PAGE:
America’s political mess: What experts say is next

Partisan divide likely to get worse

America’s political mess: What experts say is next
America’s political mess: What experts say is next

A great deal has happened in America’s politics through the years but that is especially so the past six months. President Donald Trump was impeached on a party-line vote in the House of Representatives.

He was acquitted by the Senate with only one Republican voting for one of the two Articles of Impeachment.

The first in the nation Iowa Democratic caucus was a disaster, leaving Democrats running for president in a much-publicized “muddle.” The nation is separated more than ever by the political partisan divide.

On this week’s Houston Newsmakers with Khambrel Marshall, Mark Jones, Ph.D., a fellow in Political Science at the Baker Institute at Rice University, said the partisan divide is not likely to close any time soon.

“Congressman Will Hurd who is the most moderate Republican congressman in the Texas delegation isn’t running for office,” Jones said. “And the most moderate Democrat, Henry Cuellar is being heavily challenged by a far-left Democrat. That is the moderates being eaten from within their own party.”

Brandon Rottinghaus is a political science professor at the University of Houston and says the Democrats have divisions in their own party that will hurt their chances in November.

“The party’s trying to battle for its own soul and if they can’t figure it out then the winner will be Donald Trump,” he said. “He’s the only one who can step back and say, well look at this chaos, I’m the only one who can give you a clear vision.”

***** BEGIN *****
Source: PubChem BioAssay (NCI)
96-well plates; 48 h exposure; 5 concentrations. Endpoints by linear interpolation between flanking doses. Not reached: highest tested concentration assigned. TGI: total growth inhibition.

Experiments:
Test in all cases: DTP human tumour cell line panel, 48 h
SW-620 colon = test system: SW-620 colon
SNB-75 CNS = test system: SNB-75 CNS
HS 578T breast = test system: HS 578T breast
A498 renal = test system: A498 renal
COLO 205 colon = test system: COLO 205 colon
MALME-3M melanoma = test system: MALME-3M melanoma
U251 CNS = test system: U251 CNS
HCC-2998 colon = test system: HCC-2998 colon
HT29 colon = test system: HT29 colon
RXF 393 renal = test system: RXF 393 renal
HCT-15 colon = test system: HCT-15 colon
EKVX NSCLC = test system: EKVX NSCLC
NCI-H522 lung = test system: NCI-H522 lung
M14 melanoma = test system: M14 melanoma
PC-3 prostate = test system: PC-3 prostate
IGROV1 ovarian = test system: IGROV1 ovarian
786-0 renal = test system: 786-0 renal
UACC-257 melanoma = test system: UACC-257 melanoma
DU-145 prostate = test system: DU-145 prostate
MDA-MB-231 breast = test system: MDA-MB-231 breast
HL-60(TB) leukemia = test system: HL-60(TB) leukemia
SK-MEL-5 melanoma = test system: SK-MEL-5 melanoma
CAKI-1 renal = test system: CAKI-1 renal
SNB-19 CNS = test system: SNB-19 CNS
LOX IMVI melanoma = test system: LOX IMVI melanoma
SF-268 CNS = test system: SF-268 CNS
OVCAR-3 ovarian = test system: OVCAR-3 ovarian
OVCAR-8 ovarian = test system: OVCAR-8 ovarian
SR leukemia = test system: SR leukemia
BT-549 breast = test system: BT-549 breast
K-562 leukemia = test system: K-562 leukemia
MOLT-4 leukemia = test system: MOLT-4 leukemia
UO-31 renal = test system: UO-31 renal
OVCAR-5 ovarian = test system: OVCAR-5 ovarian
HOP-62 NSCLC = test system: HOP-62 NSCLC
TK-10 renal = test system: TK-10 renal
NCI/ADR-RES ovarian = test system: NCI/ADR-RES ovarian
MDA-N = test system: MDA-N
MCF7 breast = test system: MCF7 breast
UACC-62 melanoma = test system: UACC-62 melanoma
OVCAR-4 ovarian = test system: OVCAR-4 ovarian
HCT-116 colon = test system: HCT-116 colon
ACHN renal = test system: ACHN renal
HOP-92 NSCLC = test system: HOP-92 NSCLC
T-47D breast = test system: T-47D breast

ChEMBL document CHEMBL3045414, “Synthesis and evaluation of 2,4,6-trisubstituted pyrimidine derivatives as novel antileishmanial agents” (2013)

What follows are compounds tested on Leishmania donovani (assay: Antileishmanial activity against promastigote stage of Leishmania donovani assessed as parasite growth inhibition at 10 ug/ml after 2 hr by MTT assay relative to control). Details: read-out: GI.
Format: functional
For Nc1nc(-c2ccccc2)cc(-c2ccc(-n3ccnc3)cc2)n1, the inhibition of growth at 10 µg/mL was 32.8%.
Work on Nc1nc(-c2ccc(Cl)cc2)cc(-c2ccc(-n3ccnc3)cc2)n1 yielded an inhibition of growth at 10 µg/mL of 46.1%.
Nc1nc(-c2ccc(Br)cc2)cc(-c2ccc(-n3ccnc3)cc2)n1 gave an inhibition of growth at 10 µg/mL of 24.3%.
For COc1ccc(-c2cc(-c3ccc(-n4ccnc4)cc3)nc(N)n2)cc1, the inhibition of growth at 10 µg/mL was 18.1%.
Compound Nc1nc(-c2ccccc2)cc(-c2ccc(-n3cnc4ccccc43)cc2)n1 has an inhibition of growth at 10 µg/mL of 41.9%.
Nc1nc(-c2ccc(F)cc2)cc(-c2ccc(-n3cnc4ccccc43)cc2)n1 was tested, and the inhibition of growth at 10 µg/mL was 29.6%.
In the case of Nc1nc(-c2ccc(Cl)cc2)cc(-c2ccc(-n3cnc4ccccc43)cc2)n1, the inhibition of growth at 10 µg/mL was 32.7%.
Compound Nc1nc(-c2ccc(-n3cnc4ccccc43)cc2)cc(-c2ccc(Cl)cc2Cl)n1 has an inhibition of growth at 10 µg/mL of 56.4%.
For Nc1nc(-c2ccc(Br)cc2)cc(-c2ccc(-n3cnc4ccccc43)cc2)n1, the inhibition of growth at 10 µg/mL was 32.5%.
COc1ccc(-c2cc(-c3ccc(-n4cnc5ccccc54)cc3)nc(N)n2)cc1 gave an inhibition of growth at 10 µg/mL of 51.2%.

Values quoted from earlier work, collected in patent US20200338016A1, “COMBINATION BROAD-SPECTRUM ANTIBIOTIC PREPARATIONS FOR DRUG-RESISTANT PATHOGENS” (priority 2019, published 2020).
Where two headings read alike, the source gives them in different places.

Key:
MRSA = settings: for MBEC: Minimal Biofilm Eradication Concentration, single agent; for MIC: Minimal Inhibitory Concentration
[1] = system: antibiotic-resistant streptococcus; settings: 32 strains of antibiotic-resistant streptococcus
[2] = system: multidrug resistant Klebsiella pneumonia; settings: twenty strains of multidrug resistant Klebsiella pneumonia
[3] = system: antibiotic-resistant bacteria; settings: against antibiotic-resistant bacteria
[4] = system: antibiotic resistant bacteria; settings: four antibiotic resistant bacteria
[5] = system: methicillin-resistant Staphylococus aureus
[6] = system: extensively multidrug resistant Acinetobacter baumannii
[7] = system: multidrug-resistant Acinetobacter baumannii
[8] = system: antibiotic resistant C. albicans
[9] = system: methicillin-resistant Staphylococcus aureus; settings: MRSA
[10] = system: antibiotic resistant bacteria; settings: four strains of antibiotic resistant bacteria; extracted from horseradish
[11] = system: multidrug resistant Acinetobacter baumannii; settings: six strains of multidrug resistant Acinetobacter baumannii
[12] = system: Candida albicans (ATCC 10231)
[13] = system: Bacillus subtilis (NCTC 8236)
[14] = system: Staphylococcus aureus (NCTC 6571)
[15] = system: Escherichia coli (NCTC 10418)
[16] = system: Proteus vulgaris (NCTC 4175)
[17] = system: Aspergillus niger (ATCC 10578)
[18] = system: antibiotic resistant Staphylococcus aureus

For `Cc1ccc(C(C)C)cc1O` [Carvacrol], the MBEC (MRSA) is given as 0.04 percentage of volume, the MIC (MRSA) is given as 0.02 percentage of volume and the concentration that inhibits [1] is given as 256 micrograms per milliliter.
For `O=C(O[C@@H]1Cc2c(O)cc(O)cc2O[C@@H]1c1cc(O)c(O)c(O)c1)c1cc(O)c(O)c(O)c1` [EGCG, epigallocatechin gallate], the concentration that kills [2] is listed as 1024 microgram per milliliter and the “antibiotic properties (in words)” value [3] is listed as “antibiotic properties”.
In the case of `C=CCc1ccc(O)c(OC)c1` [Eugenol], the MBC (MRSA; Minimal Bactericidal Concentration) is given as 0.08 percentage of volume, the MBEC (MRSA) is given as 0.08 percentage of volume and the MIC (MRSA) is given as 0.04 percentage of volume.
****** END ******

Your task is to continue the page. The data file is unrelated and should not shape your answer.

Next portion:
Jones and Rottinghaus lead the discussion about the current political mess and what’s next, including the lies and untruths being told by politicians that are making our polarization worse.

Politifact Website:

Media Polarization-Pew Research:

Texas leads nation in uninsured children

Texas leads the nation in uninsured children.
Texas leads the nation in uninsured children.

More than 800,000 children in Texas are uninsured, a figure that leads the nation. More than 200,000 children are uninsured in Harris County, which is one of the reasons the Ronald McDonald House Mobile Clinic is on the road taking medical services into the communities where it’s needed. Tanya Gee is the executive director of the Ronald McDonald House Charities of Greater Houston Galveston and talks about the need for that program in our community.

Well-known mural artist “Donkeeboy” is also a guest and talks about the gigantic mural he and his mother created to call attention to the health inequities in our community.

Metamorphosis conference prepares to change lives

Metamorphosis conference prepares to change lives
Metamorphosis conference prepares to change lives

Pastor Mia Wright is co-pastor at the Fountain of Praise Church in Houston. She said she woke up in the middle of the night with a vision. Now twenty years later, she is the Executive Director of Metamorphosis and the conference by the same name that has been changing lives.

“Just teaching women how to walk out their change, what their desires are, to focus on something, to find something better for their lives and then drives their actions and activities toward that really became a driving passion for me.” The 20th annual Metamorphosis conference is scheduled for March 20 and Pastor Wright is guest this week to talk about what to expect.

Houston Newsmakers with Khambrel Marshall airs Sunday at 10:30 a.m.

More information

Mark Jones, Ph.D., Baker Institute Fellow in Political Science, Professor, Rice University

Brandon Rottinghaus, Ph.D., Political Science Professor, University of Houston

Tanya Gee, Executive Director, Ronald McDonald House Charities, Houston/Galveston

Alex Roman, “Donkeeboy” Mural Artis

Mia Wright, Pastor, Founatain of Praise, Executive Director Metamorphosis

About the Author:

Journalist, meteorologist, community leader and volunteer.